Fiat Chrysler Automobiles is now back in the business of exporting vehicles from Brazil to Mexico as a weaker Brazilian currency hikes value of exported products and as the carmaker tries to offset slumping demand in the country. According to Cledorvino Belini, Fiat Chrysler’s chief executive officer for Latin America, the last time the carmaker made a substantial export to Mexico from Brazil was in 2010 with around 15,000 shipped.
He expects the Brazilian real to further weaken against the dollar next year from the current BRL2.68 per dollar to BRL2.80 per dollar – a situation that could further shift the dynamics of bilateral auto trade between the two countries.
In 2012, Brazil pressed Mexico to limit its vehicle exports since a strong real and an over-surging Brazilian economy has resulted to a large inflow of cheaper vehicles from its northern neighbor.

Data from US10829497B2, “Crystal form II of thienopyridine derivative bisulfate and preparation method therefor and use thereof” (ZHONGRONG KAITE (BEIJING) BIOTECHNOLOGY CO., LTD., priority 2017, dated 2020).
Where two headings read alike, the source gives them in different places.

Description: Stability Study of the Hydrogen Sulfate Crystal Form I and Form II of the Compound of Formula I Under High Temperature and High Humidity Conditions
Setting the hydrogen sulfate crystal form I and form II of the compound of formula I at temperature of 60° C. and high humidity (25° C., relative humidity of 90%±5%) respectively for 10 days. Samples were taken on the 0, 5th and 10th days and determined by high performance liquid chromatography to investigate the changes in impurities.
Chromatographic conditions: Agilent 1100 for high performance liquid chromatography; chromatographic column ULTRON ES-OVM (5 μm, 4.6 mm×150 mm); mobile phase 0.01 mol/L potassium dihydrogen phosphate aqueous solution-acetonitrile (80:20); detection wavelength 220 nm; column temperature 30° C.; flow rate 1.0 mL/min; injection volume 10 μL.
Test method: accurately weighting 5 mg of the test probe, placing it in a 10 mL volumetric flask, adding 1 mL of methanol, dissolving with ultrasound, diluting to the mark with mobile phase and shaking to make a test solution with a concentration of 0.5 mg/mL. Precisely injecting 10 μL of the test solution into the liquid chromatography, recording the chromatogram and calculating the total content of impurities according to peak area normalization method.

But as demand for vehicles weaken in Brazil, carmakers are trying to avoid excessive capacity in the country by looking to sell their products in neighboring countries, hoping that they would open their borders for exports.
Despite a foreseen 8-percent fall in sales this year in Brazil, Belini remains convicted of his forecast of flat sales in the country in 2015.